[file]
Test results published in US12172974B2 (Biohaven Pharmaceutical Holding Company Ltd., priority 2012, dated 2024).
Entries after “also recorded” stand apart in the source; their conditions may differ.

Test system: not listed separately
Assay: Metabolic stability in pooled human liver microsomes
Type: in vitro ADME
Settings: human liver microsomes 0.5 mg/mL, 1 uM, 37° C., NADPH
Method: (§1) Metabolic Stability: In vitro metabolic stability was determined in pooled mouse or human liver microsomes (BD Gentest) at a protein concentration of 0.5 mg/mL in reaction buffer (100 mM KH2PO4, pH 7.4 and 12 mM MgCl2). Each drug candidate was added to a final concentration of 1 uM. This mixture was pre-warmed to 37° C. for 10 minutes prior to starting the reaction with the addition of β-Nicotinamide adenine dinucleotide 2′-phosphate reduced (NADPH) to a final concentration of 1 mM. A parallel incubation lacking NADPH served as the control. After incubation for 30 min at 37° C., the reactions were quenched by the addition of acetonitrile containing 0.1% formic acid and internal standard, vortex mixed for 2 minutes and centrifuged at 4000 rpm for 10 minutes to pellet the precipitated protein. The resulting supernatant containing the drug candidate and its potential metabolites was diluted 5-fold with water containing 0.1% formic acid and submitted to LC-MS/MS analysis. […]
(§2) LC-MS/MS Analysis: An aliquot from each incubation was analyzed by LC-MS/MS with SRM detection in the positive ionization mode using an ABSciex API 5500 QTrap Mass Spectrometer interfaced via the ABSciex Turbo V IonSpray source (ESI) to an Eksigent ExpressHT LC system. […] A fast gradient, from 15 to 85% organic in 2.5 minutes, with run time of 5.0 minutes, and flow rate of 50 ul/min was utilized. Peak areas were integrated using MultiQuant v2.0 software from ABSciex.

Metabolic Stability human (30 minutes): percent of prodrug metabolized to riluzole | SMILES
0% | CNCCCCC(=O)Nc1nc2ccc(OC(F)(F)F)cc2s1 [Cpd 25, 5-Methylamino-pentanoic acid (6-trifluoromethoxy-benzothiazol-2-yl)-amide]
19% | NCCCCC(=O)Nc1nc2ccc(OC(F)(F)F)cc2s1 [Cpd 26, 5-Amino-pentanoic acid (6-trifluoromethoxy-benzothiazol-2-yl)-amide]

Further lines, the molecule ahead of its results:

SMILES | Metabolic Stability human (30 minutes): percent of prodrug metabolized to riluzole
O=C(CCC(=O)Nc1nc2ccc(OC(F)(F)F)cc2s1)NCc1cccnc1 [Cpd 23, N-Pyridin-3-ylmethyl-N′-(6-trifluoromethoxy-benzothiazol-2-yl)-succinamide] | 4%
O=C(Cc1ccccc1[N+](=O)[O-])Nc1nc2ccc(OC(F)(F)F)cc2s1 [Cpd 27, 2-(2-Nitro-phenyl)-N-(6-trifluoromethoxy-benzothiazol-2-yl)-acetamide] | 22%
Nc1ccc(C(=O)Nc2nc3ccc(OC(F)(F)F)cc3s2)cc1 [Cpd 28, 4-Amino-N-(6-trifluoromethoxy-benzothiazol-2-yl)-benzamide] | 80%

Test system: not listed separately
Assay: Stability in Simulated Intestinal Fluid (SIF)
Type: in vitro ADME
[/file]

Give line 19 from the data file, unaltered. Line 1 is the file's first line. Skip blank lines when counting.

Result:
Type: in vitro ADME